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Black Masons owe lineage to 18th century Boston pioneer Prince Hall

Yawu Miller
Yawu Miller
Yawu Miller is the Banner’s senior editor. VIEW BIO
Black Masons owe lineage to 18th century Boston pioneer Prince Hall
Prince Hall’s grave marker in the Copp’s Hill Burial Ground in the North End.

Throughout North America, the Caribbean and Europe there are Freemasons whose lineage began here in Boston in 1775, when Prince Hall and 14 other freed black men secured a charter to join the international association.

The history of the Prince Hall Masons is exceptional, especially given the time in this country when the Lodge was founded.

On March 6, 1775, Prince Hall and 14 freed black men were made Masons by Worshipful Master John Batt of Army Lodge No. 441 of the 38th Regiment of Foot of the British Army. The Army Lodge’s Charter was under the Grand Lodge of Ireland Constitution.

As a new Master Mason, Prince Hall petitioned membership in the Masonic Lodges headed by colonists, but all his petitions were rejected. When the British Army left Boston in 1776, this Lodge, No. 441, granted Prince Hall and his brethren authority to meet as African Lodge No. 1 (Under Dispensation), to go in procession on St. John’s Day, and as a Lodge to bury their dead; but they could not confer degrees nor perform any other Masonic “work.”

Besides Hall, the other black Masons were Cyrus Forbes; Bristol Stenzer; Thomas Sanderson; Prince Taylor; Cato Gardner; Boston Smith; Peter Best; Fortune Howard; Prince Reed; John Carter; Peter Freeman; Benjamin Tyler; Cuff Bufform; and Richard Tilledge. For eight years these brethren, together with others who had received their degrees elsewhere, assembled and enjoyed their limited privileges as Masons.

Thirty-three Masons were listed on the rolls of African Lodge No.1 on Jan. 14, 1779. Finally on March 2, 1784, Prince Hall petitioned the Grand Lodge of England, through a Worshipful Master of a subordinate Lodge in London (William Moody of Brotherly Love Lodge No. 55) for a warrant or charter. On Sept. 29, 1784 a charter was issued to the African Lodge, making it a regular Lodge with all the rights and privileges of any Lodge in the world.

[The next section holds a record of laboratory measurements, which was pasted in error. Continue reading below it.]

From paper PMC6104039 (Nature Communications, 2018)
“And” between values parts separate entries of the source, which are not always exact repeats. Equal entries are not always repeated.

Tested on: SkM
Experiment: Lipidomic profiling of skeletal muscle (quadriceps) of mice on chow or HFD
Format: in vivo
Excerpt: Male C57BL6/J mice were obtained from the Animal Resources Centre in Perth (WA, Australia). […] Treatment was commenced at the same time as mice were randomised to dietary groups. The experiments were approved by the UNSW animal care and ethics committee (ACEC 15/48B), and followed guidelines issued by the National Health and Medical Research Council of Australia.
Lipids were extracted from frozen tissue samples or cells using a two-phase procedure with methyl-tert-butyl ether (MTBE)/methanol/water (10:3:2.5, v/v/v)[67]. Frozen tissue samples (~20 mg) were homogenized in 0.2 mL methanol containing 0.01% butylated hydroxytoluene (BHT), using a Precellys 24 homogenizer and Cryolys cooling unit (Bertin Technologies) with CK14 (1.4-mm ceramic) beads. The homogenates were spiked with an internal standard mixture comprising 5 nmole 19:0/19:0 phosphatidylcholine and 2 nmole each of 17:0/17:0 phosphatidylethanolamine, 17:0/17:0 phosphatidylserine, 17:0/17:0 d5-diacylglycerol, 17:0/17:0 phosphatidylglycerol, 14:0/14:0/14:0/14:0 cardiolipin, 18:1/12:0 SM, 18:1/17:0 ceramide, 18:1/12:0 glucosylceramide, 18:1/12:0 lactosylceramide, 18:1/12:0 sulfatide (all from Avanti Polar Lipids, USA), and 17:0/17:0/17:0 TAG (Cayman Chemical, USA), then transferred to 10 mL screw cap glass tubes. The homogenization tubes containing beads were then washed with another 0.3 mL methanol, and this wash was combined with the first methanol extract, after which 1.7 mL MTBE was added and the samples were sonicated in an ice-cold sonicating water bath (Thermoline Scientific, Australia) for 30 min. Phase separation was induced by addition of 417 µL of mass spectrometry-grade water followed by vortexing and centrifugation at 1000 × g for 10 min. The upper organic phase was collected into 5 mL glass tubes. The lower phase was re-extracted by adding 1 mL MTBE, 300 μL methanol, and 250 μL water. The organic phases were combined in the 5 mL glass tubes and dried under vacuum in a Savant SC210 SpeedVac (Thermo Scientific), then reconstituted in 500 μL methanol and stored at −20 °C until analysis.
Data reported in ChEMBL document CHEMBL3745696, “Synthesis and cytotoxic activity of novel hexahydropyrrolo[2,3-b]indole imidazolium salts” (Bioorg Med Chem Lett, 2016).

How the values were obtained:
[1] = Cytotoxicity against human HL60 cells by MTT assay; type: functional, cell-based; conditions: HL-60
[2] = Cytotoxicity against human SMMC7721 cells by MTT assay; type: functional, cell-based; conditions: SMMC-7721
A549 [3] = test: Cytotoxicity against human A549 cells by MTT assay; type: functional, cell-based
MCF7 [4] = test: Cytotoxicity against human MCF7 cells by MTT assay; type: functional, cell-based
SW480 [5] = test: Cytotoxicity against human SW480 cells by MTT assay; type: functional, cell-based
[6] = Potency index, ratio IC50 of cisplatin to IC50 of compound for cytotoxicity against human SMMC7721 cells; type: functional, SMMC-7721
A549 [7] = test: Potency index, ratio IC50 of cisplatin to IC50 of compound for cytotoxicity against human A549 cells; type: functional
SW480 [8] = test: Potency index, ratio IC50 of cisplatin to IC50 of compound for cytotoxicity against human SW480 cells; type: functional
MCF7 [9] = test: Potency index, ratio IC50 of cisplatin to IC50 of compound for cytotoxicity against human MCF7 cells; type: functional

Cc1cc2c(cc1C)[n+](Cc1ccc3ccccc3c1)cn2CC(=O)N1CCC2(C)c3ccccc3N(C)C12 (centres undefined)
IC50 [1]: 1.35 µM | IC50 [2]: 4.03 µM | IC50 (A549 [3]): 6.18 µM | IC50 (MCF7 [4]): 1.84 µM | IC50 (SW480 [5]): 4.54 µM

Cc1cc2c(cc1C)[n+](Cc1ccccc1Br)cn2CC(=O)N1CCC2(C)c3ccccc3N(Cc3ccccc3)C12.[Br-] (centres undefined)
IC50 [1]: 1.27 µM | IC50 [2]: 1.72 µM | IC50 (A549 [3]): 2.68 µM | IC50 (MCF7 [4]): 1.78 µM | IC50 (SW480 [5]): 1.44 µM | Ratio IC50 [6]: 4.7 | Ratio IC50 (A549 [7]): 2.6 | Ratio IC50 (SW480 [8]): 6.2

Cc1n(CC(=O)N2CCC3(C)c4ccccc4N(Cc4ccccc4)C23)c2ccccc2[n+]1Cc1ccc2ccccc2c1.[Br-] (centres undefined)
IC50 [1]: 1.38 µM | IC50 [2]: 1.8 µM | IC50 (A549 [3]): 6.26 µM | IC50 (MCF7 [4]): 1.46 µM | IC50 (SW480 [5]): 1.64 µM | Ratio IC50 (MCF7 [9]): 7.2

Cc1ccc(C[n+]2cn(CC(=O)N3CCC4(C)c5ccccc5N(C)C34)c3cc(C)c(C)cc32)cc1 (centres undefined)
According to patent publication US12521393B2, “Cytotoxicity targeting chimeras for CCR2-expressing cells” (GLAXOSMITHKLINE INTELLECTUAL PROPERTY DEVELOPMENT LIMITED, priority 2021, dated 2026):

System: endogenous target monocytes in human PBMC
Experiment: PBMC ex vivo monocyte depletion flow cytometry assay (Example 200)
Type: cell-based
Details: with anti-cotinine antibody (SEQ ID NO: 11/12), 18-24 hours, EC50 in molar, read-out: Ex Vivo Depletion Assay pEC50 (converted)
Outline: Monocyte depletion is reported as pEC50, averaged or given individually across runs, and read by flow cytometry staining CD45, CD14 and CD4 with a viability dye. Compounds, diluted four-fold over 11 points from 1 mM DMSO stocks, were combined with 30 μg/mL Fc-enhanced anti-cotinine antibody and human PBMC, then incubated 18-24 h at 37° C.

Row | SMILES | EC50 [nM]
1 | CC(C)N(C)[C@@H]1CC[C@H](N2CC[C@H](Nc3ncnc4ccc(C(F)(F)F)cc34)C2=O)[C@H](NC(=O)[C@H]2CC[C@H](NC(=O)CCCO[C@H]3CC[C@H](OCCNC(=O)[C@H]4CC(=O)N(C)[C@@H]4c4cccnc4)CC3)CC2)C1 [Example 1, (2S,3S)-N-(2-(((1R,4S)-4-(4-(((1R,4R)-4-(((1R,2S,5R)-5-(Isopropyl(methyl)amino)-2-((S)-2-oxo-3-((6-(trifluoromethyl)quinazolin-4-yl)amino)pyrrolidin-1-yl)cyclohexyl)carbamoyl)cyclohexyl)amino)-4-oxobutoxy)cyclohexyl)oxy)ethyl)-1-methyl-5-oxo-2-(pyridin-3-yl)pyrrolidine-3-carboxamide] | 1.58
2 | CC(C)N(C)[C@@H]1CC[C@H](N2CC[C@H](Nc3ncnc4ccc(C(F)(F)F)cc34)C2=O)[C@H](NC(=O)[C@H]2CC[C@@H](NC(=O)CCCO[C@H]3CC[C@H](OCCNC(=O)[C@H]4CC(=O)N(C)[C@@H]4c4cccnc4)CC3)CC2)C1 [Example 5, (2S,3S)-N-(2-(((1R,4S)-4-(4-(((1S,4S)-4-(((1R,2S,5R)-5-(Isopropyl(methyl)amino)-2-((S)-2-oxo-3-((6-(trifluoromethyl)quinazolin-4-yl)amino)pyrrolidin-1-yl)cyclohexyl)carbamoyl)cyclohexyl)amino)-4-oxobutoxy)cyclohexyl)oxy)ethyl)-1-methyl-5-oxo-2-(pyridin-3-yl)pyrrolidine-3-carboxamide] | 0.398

The Warrant to African Lodge No. 459 of Boston is the most significant and highly prized document known to the Prince Hall Masonic fraternity. It was delivered in Boston on April 29, 1787 by Captain James Scott, brother-in-law of John Hancock and master of the Neptune. African Lodge of Boston became the “Mother Lodge” of the Prince Hall Family.

All of this took place at a time in American history when it wasn’t safe for black men to be speaking with, much less asking for favors from, the British.

But it was also a time when free black men very much needed a means by which to advance the cause of black equality. Boston was a major port for selling slaves in the North. Black Codes were enacted by all the colonies, curtailing the movement of blacks, both free and slave, especially after dark.

Prince Hall looked to the Fraternal Order of Free and Accepted Masons because the chief purpose of Freemasonry is benevolence and charity to all mankind. Hall was convinced that Freemasonry’s ideals for the betterment of man made it an ideal organization to advance the cause of black equality in the colonies.

Today, the Prince Hall Masonic Order spans across all 50 states in the U.S. as well as Lodges in Canada, the West Indies, the Bahamas, Europe, and Asia. There are over 250,000 Prince Hall Masons worldwide, working in more than 5,000 Lodges that can trace their roots to African Lodge No. 459 which, as the Prince Hall Grand Lodge of Massachusetts, is located here in Boston, at 24 Washington St. in Grove Hall.

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